How to Experience Chocolate
Everybody does it in a different way. Some people like to have candles on, some beautiful music in the background, have their best friend, and other people, well, they do it like just out in the open!
It’s all about scene setting and mood setting. So before you start your chocolate tasting, it’s really best that you have not eaten or drunk anything serious in an hour before, especially if we’re talking about, sometimes the interesting things in life, like alcohol, or coffee, or even cigarettes.
Something you should also notice, that if you’re ill or you’re pregnant, then you’re going to have a really different sensory perception during your chocolate tasting as you would in normal times. When you do a chocolate tasting, try not to do more than three cacaos at a time. It’s because chocolate is incredibly intense, and actually, our palates can’t handle so much at one time.
So, keep a minimum to three, and between each tasting you’re going to leave a good three to four minutes. The way to prepare your palate is to have room temperature, very clear sparkling water, and some salty crackers. These are going to be the things that are going to help cleanse your palate and make you ready to enjoy your tasting.
Now, if you’re a professional chocolatier, the way you’re used to tasting chocolate is going to be in a liquified state. Typically, we have it between 40 and 50 degrees centigrade, we put it on the back of a spoon, and we smear it on our tongues. That’s actually how we properly taste the true nuances and aromas of cacao.
But, we don’t always have liquified chocolate to be able to taste all the time. So, if we’re in the normal world, you’re probably going to have one of these – a chocolate bar. So, let’s do our tasting; a sample of how to emulate the best chocolate connoisseurship with a bar.
So in the end, it really does all come down to looks. I hate to be shallow, but that’s actually where our chocolate tasting starts – how it looks, what the appearance is. So there are five senses we’re going to go through. Let’s start with the eyes.
Appearance IS Important!
When you get your chocolate bar, you gracefully open it. And of course, your phone and everything is turned off, right? You take your chocolate bar, you open him up, whatever type he is. And then, what you want to do is just start by looking at your chocolate bar.
You want to see what the edges look like. You want to see that it’s smooth. You want to see that it has a semi-gloss. You want to see are there any air bubbles? Are there any marks on your chocolate? This will indicate a lot about the craftsmanship.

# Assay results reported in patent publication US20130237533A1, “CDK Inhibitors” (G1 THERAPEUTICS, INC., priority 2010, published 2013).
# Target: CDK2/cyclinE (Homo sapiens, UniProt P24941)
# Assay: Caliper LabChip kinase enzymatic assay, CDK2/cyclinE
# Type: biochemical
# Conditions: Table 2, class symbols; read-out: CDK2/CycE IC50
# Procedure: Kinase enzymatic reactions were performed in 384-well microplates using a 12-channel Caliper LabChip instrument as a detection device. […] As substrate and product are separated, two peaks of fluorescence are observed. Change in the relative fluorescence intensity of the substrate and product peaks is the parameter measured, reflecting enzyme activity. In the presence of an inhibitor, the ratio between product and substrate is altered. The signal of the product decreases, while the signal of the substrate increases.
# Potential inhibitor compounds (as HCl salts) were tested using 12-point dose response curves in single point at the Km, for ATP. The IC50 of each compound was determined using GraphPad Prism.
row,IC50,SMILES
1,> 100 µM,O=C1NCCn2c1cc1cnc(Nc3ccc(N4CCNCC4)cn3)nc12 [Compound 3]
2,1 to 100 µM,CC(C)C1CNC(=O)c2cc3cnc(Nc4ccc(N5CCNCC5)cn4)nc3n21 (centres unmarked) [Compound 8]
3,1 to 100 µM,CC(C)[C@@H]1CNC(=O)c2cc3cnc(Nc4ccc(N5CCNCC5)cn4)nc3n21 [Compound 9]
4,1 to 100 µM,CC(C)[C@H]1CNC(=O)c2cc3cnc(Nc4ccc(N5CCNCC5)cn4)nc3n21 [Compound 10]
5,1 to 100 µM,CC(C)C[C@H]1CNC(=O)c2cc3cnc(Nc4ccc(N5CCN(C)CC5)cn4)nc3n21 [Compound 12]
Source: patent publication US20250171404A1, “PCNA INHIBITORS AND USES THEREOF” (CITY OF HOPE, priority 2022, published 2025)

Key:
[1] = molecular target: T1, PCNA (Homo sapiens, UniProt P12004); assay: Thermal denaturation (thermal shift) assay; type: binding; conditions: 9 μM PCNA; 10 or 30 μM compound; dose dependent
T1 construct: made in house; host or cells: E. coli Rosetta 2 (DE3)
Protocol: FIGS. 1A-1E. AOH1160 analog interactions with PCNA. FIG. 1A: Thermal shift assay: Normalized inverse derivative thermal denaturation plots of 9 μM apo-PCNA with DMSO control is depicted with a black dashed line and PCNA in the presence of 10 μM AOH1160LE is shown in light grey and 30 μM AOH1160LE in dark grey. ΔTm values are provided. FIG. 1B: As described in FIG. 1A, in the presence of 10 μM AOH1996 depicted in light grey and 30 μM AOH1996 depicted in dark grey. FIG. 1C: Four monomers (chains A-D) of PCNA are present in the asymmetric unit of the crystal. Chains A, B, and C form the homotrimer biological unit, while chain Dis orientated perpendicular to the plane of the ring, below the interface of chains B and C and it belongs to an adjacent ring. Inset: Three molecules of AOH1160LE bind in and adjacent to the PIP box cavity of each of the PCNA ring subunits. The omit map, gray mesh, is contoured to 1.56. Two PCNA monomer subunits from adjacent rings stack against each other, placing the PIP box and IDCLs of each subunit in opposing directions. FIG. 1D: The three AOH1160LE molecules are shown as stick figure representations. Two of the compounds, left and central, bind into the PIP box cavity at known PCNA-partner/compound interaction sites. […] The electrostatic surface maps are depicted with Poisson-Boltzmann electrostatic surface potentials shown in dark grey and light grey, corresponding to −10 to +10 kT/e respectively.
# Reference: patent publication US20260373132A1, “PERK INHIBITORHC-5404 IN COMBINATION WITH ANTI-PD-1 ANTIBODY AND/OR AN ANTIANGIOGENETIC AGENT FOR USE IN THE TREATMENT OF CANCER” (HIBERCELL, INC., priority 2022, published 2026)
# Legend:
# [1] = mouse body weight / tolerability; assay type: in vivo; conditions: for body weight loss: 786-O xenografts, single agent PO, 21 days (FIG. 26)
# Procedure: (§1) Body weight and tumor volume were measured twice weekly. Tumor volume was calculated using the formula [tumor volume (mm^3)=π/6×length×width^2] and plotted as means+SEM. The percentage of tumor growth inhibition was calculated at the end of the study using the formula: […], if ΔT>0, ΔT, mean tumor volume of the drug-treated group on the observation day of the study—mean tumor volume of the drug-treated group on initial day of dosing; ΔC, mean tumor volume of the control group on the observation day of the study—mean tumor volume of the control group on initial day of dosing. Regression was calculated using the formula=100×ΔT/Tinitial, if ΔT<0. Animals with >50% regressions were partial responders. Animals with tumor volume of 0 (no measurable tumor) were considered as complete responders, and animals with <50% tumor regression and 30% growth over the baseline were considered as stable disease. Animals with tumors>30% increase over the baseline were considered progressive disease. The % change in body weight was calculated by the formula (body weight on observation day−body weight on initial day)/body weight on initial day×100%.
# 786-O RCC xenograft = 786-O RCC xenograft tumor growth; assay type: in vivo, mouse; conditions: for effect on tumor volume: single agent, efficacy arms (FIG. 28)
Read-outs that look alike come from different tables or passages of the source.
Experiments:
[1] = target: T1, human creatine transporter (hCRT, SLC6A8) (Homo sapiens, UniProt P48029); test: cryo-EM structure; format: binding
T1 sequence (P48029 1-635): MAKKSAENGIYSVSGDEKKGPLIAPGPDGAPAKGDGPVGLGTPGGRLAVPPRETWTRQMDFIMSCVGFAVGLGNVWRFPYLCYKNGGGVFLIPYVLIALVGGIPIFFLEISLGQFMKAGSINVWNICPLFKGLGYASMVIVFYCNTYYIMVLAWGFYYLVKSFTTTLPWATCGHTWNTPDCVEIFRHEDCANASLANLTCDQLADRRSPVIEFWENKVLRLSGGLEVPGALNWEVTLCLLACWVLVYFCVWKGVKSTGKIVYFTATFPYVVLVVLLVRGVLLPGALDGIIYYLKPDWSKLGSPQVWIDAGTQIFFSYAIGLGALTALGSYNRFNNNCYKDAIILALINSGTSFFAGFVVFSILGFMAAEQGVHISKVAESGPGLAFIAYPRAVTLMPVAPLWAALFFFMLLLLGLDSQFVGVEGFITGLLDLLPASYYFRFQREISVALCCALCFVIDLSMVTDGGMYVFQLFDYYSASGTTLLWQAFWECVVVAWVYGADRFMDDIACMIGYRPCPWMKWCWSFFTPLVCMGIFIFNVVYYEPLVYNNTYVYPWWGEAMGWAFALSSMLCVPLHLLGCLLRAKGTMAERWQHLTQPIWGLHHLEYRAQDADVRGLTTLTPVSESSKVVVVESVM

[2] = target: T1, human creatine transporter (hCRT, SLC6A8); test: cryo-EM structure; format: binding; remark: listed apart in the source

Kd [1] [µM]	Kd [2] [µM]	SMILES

So for example, where we are, because we don’t use any heat over 50 degrees centigrade, our chocolate bar’s generally a little dull or less shiny than others. Others, for example, will have certain methodologies or additives to make their bars more shiny.
Also, this has got a lot to do with conch. We’ll go to that in a second, But look at your bar. There’s always going to be a reason why your chocolatier has made his or her bar look like it is, because it’s probably a clue to some of the secrets behind their processing.
Hear the SNAP!
So, start by having a look. I personally, am very proud that we always have little bumps and scratches in our bars because they’re hand-made, and every one becomes original. So, we’re proud of her. And so, what you want to do is break your chocolate. You want to have a nice, clean, fine snap. Click.
The sign of a good, dark chocolate, is actually a clean, hard snap. Obviously, if it’s been in the sun a little bit too long, it’s going to be melty. Or, if it’s filled up with milk and sugar, and other additives, it’s not going to snap as nice.
You will then look at the fine line as it breaks across your chocolate and make sure the molecules are small and tight. What you want to do is take your chocolate, and take a small piece, and put on your hand, between your two knuckles. The reason is, is remember before, I said the best chocolatiers will taste their chocolate between 40 and 50 degrees in a liquified state on their tongue?
That’s because that’s where the flavour and the aroma becomes the best. So, the way you can emulate that the best is by putting it on your hand. Now so many times I’ve been at events and done chocolate tastings. And you can always see when somebody’s done one of my tastings, because they’re walking around with stripes on their hand. Seriously!
Hands Kissed by BLYSS
We’ve had events where there are guys walking along with five or six brown stripes on their hands. It looks kind of funny but I know they’ve had a BLYSS kiss then. So, what you want to do is you want to stick it here. By the time you’ve got to this process you’re already going to start to smell a world of aroma. You might be smelling caramel. You might be smelling red fruits. You could be experiencing all sorts of things.